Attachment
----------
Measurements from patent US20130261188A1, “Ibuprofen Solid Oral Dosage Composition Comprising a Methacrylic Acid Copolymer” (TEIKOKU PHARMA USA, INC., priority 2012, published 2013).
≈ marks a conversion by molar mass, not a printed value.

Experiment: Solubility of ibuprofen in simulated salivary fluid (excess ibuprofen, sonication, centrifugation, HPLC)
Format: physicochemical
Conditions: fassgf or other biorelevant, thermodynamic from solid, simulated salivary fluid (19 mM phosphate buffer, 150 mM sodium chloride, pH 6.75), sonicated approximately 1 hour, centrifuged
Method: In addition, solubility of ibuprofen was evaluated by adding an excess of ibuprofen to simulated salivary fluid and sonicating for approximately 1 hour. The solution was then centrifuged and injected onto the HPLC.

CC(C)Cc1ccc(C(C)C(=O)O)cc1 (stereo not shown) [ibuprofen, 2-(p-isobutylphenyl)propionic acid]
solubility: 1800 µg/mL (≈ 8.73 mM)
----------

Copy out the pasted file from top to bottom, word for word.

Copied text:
Measurements from patent US20130261188A1, “Ibuprofen Solid Oral Dosage Composition Comprising a Methacrylic Acid Copolymer” (TEIKOKU PHARMA USA, INC., priority 2012, published 2013).
≈ marks a conversion by molar mass, not a printed value.

Experiment: Solubility of ibuprofen in simulated salivary fluid (excess ibuprofen, sonication, centrifugation, HPLC)
Format: physicochemical
Conditions: fassgf or other biorelevant, thermodynamic from solid, simulated salivary fluid (19 mM phosphate buffer, 150 mM sodium chloride, pH 6.75), sonicated approximately 1 hour, centrifuged
Method: In addition, solubility of ibuprofen was evaluated by adding an excess of ibuprofen to simulated salivary fluid and sonicating for approximately 1 hour. The solution was then centrifuged and injected onto the HPLC.

CC(C)Cc1ccc(C(C)C(=O)O)cc1 (stereo not shown) [ibuprofen, 2-(p-isobutylphenyl)propionic acid]
solubility: 1800 µg/mL (≈ 8.73 mM)